DETROIT – A contracted employee to a paper mill in Michigan has died from blastomycosis, the fungal infection whose rare outbreak has affected nearly 100 employees at the mill, local health officials said.
The contracted employee to the Billerud mill in Escanaba, whose name was not released, died “recently,” Public Health Delta and Menominee County officials said in a release.
“Everyone at Billerud is deeply saddened by this news,” Brian Peterson, operations vice president for the Billerud Escanaba Paper Mill, said in a release. “Anyone who works at our facility is a part of our team, and we are keeping these individuals, their families, coworkers and friends in our thoughts and close to our hearts.”
Billerud officials on Friday announced the mill with nearly 900 employees would temporarily close for up to three weeks. Authorities will perform a deep cleaning of the vast facility and its ventilation systems, an inspection of incoming materials for the blastomyces fungal spores that cause the disease, and a health hazard evaluation of employees.
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In addition to the local health department, agencies involved include the Michigan Department of Health and Human Services, the federal Centers for Disease Control and Prevention and the National Institute of Occupational Safety and Health.
What is blastomycosis? How do people contract it?
Blastomycosis is a disease caused by infection from a fungus found in soil and decaying wood that exists in the eastern US and parts of Canada.
According to the CDC, people contract blastomycosis after breathing in microscopic fungal spores from the air, often after participating in activities that disturb soil. Once inside the lungs, the body’s warmth and moisture can transform the spores into yeast that can stay in the lungs or be transferred through the bloodstream to other parts of the body, including the skin, bones, joints, organs, brain and spinal cord.
Most people who breathe in the blastomyces spores don’t get sick, but some develop symptoms that mimic a cold, the flu or other more common respiratory ailments: fever, cough, night sweats, muscle aches or joint pain, chest pain and extreme fatigue . In some people, especially those with weakened immune systems, blastomycosis can become serious.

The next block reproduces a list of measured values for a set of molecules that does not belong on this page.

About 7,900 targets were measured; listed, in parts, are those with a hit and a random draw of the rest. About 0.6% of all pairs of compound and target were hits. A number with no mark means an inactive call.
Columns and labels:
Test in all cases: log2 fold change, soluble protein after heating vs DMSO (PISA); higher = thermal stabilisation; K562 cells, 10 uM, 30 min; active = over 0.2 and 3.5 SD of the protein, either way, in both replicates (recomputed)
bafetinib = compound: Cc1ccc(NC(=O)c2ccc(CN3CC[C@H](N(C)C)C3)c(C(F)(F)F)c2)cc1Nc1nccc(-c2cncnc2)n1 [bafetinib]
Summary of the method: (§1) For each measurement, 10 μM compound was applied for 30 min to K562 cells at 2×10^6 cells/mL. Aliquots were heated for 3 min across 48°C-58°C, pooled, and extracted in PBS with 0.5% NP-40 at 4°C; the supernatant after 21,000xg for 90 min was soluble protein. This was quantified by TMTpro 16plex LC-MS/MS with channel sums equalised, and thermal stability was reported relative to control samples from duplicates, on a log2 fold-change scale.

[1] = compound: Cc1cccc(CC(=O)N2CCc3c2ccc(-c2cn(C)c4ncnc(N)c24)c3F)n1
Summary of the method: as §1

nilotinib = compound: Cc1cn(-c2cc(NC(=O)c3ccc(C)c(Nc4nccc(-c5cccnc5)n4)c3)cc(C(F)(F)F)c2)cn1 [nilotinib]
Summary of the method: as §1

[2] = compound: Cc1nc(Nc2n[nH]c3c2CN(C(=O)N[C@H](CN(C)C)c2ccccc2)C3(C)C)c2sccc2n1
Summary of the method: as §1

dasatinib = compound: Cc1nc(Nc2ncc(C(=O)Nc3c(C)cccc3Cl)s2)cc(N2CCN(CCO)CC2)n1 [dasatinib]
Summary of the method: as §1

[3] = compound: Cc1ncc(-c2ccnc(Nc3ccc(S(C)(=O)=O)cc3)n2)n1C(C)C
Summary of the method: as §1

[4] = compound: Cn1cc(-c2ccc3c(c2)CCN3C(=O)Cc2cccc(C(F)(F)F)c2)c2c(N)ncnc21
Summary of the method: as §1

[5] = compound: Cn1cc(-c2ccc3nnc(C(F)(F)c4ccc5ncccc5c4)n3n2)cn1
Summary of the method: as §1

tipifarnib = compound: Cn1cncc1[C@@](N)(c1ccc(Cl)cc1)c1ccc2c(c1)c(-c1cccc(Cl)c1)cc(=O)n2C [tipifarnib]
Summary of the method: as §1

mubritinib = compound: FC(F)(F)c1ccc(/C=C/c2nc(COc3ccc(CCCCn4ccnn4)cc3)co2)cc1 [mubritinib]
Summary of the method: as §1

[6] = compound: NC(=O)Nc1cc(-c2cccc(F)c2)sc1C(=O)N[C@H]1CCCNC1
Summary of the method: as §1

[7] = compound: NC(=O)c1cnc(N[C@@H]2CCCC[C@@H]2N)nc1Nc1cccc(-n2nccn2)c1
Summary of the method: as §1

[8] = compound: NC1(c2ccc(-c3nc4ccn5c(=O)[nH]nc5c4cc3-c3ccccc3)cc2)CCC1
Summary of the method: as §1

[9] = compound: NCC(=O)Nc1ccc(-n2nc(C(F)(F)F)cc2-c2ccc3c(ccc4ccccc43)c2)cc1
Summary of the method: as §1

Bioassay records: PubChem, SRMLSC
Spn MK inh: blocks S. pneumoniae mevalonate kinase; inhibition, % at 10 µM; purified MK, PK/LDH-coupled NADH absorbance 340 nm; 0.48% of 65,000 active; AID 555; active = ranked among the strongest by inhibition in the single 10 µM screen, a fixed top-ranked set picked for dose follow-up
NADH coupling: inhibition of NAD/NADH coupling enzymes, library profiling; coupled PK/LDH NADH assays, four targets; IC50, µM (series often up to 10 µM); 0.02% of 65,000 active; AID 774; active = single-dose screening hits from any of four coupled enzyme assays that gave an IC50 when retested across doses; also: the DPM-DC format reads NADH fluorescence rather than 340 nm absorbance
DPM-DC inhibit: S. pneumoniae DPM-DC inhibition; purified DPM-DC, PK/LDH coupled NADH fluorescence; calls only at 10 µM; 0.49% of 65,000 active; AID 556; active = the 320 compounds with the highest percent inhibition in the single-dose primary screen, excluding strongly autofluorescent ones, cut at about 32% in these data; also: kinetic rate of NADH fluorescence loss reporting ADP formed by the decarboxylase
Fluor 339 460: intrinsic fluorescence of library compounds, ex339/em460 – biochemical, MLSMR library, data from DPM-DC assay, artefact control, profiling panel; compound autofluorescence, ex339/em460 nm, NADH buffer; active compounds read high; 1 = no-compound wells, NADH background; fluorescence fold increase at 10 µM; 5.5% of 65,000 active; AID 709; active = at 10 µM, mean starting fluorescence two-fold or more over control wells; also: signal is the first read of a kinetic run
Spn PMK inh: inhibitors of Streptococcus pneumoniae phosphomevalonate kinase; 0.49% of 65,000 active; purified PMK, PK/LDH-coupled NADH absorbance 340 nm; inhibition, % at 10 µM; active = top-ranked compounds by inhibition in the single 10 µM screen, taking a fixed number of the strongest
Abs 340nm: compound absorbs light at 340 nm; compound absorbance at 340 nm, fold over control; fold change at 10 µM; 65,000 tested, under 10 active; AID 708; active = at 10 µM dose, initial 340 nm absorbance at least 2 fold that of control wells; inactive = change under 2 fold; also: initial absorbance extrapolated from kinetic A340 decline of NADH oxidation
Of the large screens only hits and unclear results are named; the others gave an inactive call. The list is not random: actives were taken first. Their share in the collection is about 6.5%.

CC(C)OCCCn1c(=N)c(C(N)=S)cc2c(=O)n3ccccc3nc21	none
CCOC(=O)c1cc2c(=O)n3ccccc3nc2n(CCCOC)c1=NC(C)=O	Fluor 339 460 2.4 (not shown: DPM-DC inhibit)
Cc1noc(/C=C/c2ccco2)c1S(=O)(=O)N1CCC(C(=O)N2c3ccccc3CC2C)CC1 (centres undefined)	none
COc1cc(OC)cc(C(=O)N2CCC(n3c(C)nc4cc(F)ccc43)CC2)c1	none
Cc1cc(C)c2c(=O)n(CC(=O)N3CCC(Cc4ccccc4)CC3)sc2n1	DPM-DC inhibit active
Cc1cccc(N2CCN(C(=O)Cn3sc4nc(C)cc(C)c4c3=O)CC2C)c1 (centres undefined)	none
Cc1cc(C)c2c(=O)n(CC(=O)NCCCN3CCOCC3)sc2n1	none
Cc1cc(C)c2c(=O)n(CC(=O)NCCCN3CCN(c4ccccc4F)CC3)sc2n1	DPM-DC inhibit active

Treatment of blastomycosis is with antifungal medications in courses that can take six months to a year.
States that track blastomycosis report only about one or two cases per 100,000 population a year. Deaths from the disease are similarly rare, with the CDC finding 1,216 blastomycosis-related deaths that occurred in the US from 1990 to 2010, an average of about 61 per year nationwide.
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The plant kept operating after the outbreak began; 12 hospitalized
The first case involving employees at the Billerud plant were diagnosed early last month, presenting as atypical pneumonia. Health officials have since determined that to date, 21 Billerud employees have been confirmed infected with blastomycosis through biopsies and laboratory analysis, with another 76 probable cases where workers exhibit symptoms and test positive for antibodies or antigens in their saliva or urine. Twelve of the cases have required hospitalization. All of those infected are either contractors, employees or visitors to the Billerud Paper Mill.
The mill initially continued operation for weeks after learning of the blastomycosis cases, encouraging employees to wear N95 protective masks as investigation of the outbreak and cleaning ensued. Company officials said they were following the recommendations of public health and occupational safety authorities.
The outbreak is considered highly unusual, as blastomycosis is not typically spread from person to person, indicating scores of people were exposed to the same spore-containing materials. Billerud officials stated Friday that there has never before been a blastomycosis outbreak of this type or scale in an industrial setting in the US
The United Steelworkers union on Saturday called for testing and cleaning in paper mills across the industry. The union said it is working with authorities on the search to determine the precise source of the outbreak.
“The paper industry involves a number of potentially serious hazards, but we’ve made incredible progress in making it safer,” said USW International Vice President Leeann Foster, who leads bargaining in the USW’s paper sector. “This situation is no different. We must identify and eliminate the problem before it harms more workers.”
Contact Keith Matheny: [email protected]